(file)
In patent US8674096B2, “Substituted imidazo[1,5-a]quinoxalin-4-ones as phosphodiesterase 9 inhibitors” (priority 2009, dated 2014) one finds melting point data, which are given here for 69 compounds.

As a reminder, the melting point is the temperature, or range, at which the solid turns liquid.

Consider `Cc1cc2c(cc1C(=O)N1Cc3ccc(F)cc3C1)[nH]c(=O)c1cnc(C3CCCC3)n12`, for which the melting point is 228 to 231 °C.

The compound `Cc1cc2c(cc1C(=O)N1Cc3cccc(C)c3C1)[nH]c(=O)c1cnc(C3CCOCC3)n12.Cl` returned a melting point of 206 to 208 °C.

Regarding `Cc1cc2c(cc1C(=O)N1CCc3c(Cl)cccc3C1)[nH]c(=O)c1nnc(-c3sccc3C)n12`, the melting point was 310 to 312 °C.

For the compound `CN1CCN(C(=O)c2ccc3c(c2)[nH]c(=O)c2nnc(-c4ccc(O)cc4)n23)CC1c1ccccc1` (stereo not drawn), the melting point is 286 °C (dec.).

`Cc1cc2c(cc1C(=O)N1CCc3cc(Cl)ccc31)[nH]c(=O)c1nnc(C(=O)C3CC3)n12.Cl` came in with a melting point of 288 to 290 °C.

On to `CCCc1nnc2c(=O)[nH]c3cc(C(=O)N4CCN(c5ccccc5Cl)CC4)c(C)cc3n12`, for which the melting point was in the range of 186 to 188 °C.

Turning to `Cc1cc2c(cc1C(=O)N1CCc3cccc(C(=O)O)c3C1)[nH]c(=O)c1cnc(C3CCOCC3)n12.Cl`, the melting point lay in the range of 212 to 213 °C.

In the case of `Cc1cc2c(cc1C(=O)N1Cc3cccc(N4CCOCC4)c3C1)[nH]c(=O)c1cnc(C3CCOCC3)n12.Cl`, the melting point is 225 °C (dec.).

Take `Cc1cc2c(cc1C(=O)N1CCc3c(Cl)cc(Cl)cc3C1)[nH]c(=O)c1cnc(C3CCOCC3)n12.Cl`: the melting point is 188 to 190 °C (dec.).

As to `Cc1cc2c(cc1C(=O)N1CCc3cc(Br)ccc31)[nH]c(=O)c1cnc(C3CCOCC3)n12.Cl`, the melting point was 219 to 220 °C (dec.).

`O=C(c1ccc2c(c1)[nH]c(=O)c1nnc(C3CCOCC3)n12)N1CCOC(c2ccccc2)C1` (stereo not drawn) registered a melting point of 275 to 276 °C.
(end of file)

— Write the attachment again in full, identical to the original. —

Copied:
In patent US8674096B2, “Substituted imidazo[1,5-a]quinoxalin-4-ones as phosphodiesterase 9 inhibitors” (priority 2009, dated 2014) one finds melting point data, which are given here for 69 compounds.

As a reminder, the melting point is the temperature, or range, at which the solid turns liquid.

Consider `Cc1cc2c(cc1C(=O)N1Cc3ccc(F)cc3C1)[nH]c(=O)c1cnc(C3CCCC3)n12`, for which the melting point is 228 to 231 °C.

The compound `Cc1cc2c(cc1C(=O)N1Cc3cccc(C)c3C1)[nH]c(=O)c1cnc(C3CCOCC3)n12.Cl` returned a melting point of 206 to 208 °C.

Regarding `Cc1cc2c(cc1C(=O)N1CCc3c(Cl)cccc3C1)[nH]c(=O)c1nnc(-c3sccc3C)n12`, the melting point was 310 to 312 °C.

For the compound `CN1CCN(C(=O)c2ccc3c(c2)[nH]c(=O)c2nnc(-c4ccc(O)cc4)n23)CC1c1ccccc1` (stereo not drawn), the melting point is 286 °C (dec.).

`Cc1cc2c(cc1C(=O)N1CCc3cc(Cl)ccc31)[nH]c(=O)c1nnc(C(=O)C3CC3)n12.Cl` came in with a melting point of 288 to 290 °C.

On to `CCCc1nnc2c(=O)[nH]c3cc(C(=O)N4CCN(c5ccccc5Cl)CC4)c(C)cc3n12`, for which the melting point was in the range of 186 to 188 °C.

Turning to `Cc1cc2c(cc1C(=O)N1CCc3cccc(C(=O)O)c3C1)[nH]c(=O)c1cnc(C3CCOCC3)n12.Cl`, the melting point lay in the range of 212 to 213 °C.

In the case of `Cc1cc2c(cc1C(=O)N1Cc3cccc(N4CCOCC4)c3C1)[nH]c(=O)c1cnc(C3CCOCC3)n12.Cl`, the melting point is 225 °C (dec.).

Take `Cc1cc2c(cc1C(=O)N1CCc3c(Cl)cc(Cl)cc3C1)[nH]c(=O)c1cnc(C3CCOCC3)n12.Cl`: the melting point is 188 to 190 °C (dec.).

As to `Cc1cc2c(cc1C(=O)N1CCc3cc(Br)ccc31)[nH]c(=O)c1cnc(C3CCOCC3)n12.Cl`, the melting point was 219 to 220 °C (dec.).

`O=C(c1ccc2c(c1)[nH]c(=O)c1nnc(C3CCOCC3)n12)N1CCOC(c2ccccc2)C1` (stereo not drawn) registered a melting point of 275 to 276 °C.